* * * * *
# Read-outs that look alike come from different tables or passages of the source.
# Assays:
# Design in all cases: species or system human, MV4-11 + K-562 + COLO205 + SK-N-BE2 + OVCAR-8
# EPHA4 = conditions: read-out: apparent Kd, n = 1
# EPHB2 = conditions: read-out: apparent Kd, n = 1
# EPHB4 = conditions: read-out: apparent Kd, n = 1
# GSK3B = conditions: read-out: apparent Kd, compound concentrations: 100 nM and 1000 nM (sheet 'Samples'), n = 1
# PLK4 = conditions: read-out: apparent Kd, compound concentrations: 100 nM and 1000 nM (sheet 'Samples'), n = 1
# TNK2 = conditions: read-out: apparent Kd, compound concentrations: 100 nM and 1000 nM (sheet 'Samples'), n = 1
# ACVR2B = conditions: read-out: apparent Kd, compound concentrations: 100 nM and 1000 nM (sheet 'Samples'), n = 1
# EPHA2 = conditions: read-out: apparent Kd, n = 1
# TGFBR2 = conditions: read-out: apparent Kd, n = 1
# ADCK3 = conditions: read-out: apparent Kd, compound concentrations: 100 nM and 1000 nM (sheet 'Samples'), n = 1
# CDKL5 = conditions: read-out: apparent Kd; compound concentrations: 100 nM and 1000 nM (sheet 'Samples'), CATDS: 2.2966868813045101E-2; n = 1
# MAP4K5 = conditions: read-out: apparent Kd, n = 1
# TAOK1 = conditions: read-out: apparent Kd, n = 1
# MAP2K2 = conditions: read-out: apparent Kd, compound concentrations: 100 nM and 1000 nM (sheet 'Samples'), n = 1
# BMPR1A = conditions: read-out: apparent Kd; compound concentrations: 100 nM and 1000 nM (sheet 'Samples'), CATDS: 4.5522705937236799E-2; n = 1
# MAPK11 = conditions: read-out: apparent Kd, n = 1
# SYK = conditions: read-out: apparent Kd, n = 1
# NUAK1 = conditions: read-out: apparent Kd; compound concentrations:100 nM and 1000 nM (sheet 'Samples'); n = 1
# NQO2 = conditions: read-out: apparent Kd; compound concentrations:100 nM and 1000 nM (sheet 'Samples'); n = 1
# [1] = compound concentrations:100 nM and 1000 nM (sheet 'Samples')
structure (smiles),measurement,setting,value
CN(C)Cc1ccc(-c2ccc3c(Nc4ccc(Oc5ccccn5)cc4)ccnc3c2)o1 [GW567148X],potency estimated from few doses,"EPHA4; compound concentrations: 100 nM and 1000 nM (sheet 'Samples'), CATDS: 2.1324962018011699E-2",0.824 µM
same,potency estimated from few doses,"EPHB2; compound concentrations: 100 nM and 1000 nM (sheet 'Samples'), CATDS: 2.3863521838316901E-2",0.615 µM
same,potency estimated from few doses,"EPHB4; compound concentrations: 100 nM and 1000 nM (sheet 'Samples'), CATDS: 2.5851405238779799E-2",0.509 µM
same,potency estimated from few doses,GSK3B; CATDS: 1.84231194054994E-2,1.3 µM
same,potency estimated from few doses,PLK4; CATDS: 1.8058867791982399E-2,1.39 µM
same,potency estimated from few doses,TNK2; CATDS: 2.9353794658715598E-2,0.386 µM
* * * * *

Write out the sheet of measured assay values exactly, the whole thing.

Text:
# Read-outs that look alike come from different tables or passages of the source.
# Assays:
# Design in all cases: species or system human, MV4-11 + K-562 + COLO205 + SK-N-BE2 + OVCAR-8
# EPHA4 = conditions: read-out: apparent Kd, n = 1
# EPHB2 = conditions: read-out: apparent Kd, n = 1
# EPHB4 = conditions: read-out: apparent Kd, n = 1
# GSK3B = conditions: read-out: apparent Kd, compound concentrations: 100 nM and 1000 nM (sheet 'Samples'), n = 1
# PLK4 = conditions: read-out: apparent Kd, compound concentrations: 100 nM and 1000 nM (sheet 'Samples'), n = 1
# TNK2 = conditions: read-out: apparent Kd, compound concentrations: 100 nM and 1000 nM (sheet 'Samples'), n = 1
# ACVR2B = conditions: read-out: apparent Kd, compound concentrations: 100 nM and 1000 nM (sheet 'Samples'), n = 1
# EPHA2 = conditions: read-out: apparent Kd, n = 1
# TGFBR2 = conditions: read-out: apparent Kd, n = 1
# ADCK3 = conditions: read-out: apparent Kd, compound concentrations: 100 nM and 1000 nM (sheet 'Samples'), n = 1
# CDKL5 = conditions: read-out: apparent Kd; compound concentrations: 100 nM and 1000 nM (sheet 'Samples'), CATDS: 2.2966868813045101E-2; n = 1
# MAP4K5 = conditions: read-out: apparent Kd, n = 1
# TAOK1 = conditions: read-out: apparent Kd, n = 1
# MAP2K2 = conditions: read-out: apparent Kd, compound concentrations: 100 nM and 1000 nM (sheet 'Samples'), n = 1
# BMPR1A = conditions: read-out: apparent Kd; compound concentrations: 100 nM and 1000 nM (sheet 'Samples'), CATDS: 4.5522705937236799E-2; n = 1
# MAPK11 = conditions: read-out: apparent Kd, n = 1
# SYK = conditions: read-out: apparent Kd, n = 1
# NUAK1 = conditions: read-out: apparent Kd; compound concentrations:100 nM and 1000 nM (sheet 'Samples'); n = 1
# NQO2 = conditions: read-out: apparent Kd; compound concentrations:100 nM and 1000 nM (sheet 'Samples'); n = 1
# [1] = compound concentrations:100 nM and 1000 nM (sheet 'Samples')
structure (smiles),measurement,setting,value
CN(C)Cc1ccc(-c2ccc3c(Nc4ccc(Oc5ccccn5)cc4)ccnc3c2)o1 [GW567148X],potency estimated from few doses,"EPHA4; compound concentrations: 100 nM and 1000 nM (sheet 'Samples'), CATDS: 2.1324962018011699E-2",0.824 µM
same,potency estimated from few doses,"EPHB2; compound concentrations: 100 nM and 1000 nM (sheet 'Samples'), CATDS: 2.3863521838316901E-2",0.615 µM
same,potency estimated from few doses,"EPHB4; compound concentrations: 100 nM and 1000 nM (sheet 'Samples'), CATDS: 2.5851405238779799E-2",0.509 µM
same,potency estimated from few doses,GSK3B; CATDS: 1.84231194054994E-2,1.3 µM
same,potency estimated from few doses,PLK4; CATDS: 1.8058867791982399E-2,1.39 µM
same,potency estimated from few doses,TNK2; CATDS: 2.9353794658715598E-2,0.386 µM